Why Cinque Terre is worth the stay

September 23, 2017

Everyone said to spend 24 hours in Cinque Terre, but I needed a week and here's why:

It’s one of those places in the world that looks just like the postcards; so perfectly picturesque you’ll want to pinch yourself. A quirky rainbow of swollen Italian buildings perched on a ragged cliff surrounded by mermaid water. I'm talking about water that looks so magical it's hard to believe there isn't an entire utopia beneath its surface. It's fair to say the love factor was pretty instant upon arriving in Vernazza, a tiny town on the west coast of Italy within the Cinque Terre region. 


 This photo was taken on our afternoon in Manorla, just a ten minute train ride from our accomodation in Vernazza. 


Cinque Terre (meaning “Five Lands”) comprises of five small villages that are perched on the rugged Italian Riviera coastline within the Liguria region. As if the beautiful rustic towns weren’t enough, their naturally beautiful surroundings might just tip you over. The stunning green hillsides that engulf the five little villages make up the Cinque Terre National Park, which is now a world heritage site making for some brilliant hikes between the towns.

The best thing about this region is that you don’t necessarily have to hop between accommodation. Regardless of which town you stay in, commuting between them all is easy thanks to the local train line that runs for that exact purpose. The small train that runs from La Spezia through the region totals about 20 minutes from the start to the end of the line, running backwards and forwards all day at the price of next to nothing. It’s the easiest, and sometimes the only way to get between the villages, as the roads are often closed for cars. The small proximity between the villages means that its easy to dart between them as we did in our whirlwind of a 24 hours – however it was no where near long enough for me. Here’s why:


#1 It was hard to get to 

Now coming from Venice we probably hadn't picked the easiest starting point, but our route included four separate trains. We were lucky with our timing in that we never had longer than a forty-minute stopover. However, all up it was still a good seven hours of travel. Ultimately the best major city to come from would probably be Milan; or better yet, Pisa, depending on where you want to spend your time. From Pisa you have to catch a train to La Spezia, and from there you hop on a much smaller train that runs between the towns of Cinque Terre. So, in hindsight it really isn't that hard to get to; just make sure you start at the right spot, and you won't lose time you could spend floating with the fishes.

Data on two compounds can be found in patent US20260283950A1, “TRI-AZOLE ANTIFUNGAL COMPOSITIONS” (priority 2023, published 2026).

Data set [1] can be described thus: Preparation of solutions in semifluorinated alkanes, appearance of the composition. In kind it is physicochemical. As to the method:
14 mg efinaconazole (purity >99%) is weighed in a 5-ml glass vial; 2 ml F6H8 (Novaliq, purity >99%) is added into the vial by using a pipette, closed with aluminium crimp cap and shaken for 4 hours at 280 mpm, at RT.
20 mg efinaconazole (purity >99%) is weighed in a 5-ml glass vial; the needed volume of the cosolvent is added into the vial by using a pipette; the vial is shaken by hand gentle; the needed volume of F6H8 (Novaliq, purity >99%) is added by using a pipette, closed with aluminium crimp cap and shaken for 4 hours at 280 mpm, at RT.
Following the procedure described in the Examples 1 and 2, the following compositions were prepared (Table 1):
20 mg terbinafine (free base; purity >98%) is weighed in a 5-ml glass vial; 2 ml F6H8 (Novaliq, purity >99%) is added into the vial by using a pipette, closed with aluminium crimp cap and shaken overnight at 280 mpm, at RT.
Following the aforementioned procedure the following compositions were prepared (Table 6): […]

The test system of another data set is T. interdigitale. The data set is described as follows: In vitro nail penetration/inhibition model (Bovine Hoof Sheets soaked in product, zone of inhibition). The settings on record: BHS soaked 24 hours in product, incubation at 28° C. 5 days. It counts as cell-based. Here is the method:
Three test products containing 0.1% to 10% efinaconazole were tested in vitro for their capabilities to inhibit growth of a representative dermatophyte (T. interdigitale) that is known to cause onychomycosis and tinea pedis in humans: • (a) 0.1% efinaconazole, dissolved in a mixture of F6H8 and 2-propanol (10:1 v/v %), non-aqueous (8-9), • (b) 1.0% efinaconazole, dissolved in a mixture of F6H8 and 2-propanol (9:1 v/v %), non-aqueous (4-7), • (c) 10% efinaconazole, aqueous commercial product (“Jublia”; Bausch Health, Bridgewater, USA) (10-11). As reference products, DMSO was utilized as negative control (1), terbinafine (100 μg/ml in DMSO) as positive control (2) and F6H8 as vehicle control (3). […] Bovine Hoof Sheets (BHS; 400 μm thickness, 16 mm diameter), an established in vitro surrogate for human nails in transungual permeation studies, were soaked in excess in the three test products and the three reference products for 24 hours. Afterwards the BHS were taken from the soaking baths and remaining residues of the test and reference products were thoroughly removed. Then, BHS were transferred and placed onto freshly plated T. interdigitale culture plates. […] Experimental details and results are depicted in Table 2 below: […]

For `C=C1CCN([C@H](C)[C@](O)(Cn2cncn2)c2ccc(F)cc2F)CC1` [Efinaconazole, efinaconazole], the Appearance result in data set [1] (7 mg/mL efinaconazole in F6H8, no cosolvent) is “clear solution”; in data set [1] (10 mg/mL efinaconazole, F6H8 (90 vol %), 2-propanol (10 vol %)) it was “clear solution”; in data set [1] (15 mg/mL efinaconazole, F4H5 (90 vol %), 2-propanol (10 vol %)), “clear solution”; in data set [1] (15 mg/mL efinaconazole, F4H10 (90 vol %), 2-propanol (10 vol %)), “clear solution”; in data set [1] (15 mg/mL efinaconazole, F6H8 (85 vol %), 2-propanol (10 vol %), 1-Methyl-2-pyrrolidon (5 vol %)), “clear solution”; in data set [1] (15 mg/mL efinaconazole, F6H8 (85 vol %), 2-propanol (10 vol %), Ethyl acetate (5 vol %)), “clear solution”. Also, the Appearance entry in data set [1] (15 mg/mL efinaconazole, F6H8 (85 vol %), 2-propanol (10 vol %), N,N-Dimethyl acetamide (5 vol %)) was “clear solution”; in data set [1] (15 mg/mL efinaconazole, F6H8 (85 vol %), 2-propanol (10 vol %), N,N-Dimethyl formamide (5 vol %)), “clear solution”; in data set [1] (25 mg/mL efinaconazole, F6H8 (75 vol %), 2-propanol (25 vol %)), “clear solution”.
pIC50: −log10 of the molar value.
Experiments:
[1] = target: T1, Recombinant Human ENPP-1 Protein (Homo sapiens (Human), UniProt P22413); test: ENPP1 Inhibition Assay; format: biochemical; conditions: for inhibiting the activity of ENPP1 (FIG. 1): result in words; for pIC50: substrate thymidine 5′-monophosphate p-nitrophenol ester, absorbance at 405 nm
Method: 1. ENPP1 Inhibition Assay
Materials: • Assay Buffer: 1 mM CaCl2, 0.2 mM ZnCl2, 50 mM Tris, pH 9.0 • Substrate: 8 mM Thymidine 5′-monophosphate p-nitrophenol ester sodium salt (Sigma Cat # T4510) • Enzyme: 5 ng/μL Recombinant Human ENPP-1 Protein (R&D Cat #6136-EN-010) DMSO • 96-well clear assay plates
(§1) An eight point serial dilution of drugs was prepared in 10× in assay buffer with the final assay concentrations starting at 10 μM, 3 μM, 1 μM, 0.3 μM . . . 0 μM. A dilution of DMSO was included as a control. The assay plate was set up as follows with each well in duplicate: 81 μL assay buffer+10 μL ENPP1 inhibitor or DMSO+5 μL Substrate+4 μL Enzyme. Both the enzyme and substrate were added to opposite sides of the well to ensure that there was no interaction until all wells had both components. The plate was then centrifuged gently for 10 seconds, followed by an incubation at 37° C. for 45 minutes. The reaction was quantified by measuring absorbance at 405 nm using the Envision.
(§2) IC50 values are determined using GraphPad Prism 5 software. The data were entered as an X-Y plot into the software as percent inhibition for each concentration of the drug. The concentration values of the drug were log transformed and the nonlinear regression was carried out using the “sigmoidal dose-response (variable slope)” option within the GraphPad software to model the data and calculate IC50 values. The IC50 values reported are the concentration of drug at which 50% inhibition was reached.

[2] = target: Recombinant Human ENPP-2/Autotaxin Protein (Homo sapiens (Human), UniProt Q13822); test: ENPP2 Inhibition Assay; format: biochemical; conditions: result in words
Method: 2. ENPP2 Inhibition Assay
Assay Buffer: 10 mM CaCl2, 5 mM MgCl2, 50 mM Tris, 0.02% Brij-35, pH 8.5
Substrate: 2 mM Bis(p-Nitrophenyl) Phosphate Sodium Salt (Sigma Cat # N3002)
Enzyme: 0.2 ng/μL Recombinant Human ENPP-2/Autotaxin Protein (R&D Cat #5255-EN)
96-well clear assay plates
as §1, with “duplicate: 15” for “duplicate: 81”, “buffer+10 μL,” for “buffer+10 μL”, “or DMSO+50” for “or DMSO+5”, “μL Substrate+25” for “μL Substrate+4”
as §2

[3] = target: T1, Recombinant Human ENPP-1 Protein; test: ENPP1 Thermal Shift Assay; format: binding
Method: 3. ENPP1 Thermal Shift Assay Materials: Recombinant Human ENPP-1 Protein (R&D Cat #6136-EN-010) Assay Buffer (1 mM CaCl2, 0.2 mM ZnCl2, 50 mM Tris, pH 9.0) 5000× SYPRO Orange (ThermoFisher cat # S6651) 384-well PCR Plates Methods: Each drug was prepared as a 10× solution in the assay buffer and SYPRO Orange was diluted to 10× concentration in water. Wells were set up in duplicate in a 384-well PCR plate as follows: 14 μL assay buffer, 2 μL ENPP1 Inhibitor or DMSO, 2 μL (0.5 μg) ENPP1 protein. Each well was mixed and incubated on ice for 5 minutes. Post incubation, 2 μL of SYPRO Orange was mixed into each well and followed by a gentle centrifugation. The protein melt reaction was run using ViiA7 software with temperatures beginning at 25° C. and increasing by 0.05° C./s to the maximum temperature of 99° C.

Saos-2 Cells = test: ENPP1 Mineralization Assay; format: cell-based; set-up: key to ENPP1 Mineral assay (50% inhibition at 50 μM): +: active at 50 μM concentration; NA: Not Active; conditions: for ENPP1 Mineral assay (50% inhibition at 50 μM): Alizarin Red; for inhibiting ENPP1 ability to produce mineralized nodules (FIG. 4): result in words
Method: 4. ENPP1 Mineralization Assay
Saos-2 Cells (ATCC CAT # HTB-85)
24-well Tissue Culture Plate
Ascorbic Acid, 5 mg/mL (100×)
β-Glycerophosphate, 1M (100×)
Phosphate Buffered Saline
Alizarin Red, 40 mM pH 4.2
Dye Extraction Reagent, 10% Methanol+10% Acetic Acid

After arriving at about 2pm to our little BnB in Vernazza (which may I say couldn't have been more perfect and I'll definitely be recommending later), we dumped our bags and ran off exploring before we’d even got a good look at the place. We did have five towns to get under our belt in less than 24 hours after all.


#2 Five villages means FIVE villages


Now admittedly we aren’t particularly fast walkers and we do spend too long sitting looking at views and strolling along the seaside- but seriously who can get a good taste of five villages in less than 48 hours? North to South the towns are Monterosso al Mare, Vernazza, Corniglia, Manorla, and finally Riomaggiore, and from the snippets we saw – they are ALL worth exploring.


That’s at the very least five picturesque villages to stroll through. Each with their own cute restaurants and cafes pumping out the freshest seafood you’ll find (before tourism, the Cinque Terre regions essentially survived off their fishing trade). That’s five scenic places to soak up some sunshine on the rocks (or sand, village depending), before swanning into a new inlet of mermaid water, and five different places to discover a quaint little Italian bar to watch the sun go down.


 This was taken in Manorla, which was where we decided to watch the sunset. 


So if you’re anything like me – you’ll need at least a half day to explore each town. Our 24 hours was torture. It was just enough to step foot into each town, grab a coffee or a bite to eat, take a decent photo, and jump on the train to the next one. With at least a half day you can stroll amidst the rainbow streets, have a meal (after perusing your options and struggling to decide between a thousand cute cafes for a good twenty minutes), lie in the sun, and have a dip in the villages’ offering of enchanted water.